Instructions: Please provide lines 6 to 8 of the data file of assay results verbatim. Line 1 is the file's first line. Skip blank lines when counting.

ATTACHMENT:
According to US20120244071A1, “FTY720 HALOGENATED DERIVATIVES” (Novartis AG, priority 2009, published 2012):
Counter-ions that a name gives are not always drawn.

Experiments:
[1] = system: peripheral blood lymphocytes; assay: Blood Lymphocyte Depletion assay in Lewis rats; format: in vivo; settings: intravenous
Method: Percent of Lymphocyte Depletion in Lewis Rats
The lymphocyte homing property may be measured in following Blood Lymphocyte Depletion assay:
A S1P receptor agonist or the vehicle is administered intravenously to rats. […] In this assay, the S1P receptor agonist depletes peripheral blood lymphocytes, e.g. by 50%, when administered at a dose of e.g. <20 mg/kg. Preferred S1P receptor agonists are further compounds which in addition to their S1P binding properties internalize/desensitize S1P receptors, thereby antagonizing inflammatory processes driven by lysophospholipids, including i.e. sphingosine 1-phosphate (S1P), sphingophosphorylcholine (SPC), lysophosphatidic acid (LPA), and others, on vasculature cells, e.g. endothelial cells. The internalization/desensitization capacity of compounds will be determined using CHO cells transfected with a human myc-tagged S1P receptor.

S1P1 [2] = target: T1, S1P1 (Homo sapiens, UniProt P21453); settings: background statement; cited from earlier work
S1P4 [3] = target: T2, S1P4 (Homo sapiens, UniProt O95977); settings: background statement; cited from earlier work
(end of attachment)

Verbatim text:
The lymphocyte homing property may be measured in following Blood Lymphocyte Depletion assay:
A S1P receptor agonist or the vehicle is administered intravenously to rats. […] In this assay, the S1P receptor agonist depletes peripheral blood lymphocytes, e.g. by 50%, when administered at a dose of e.g. <20 mg/kg. Preferred S1P receptor agonists are further compounds which in addition to their S1P binding properties internalize/desensitize S1P receptors, thereby antagonizing inflammatory processes driven by lysophospholipids, including i.e. sphingosine 1-phosphate (S1P), sphingophosphorylcholine (SPC), lysophosphatidic acid (LPA), and others, on vasculature cells, e.g. endothelial cells. The internalization/desensitization capacity of compounds will be determined using CHO cells transfected with a human myc-tagged S1P receptor.

S1P1 [2] = target: T1, S1P1 (Homo sapiens, UniProt P21453); settings: background statement; cited from earlier work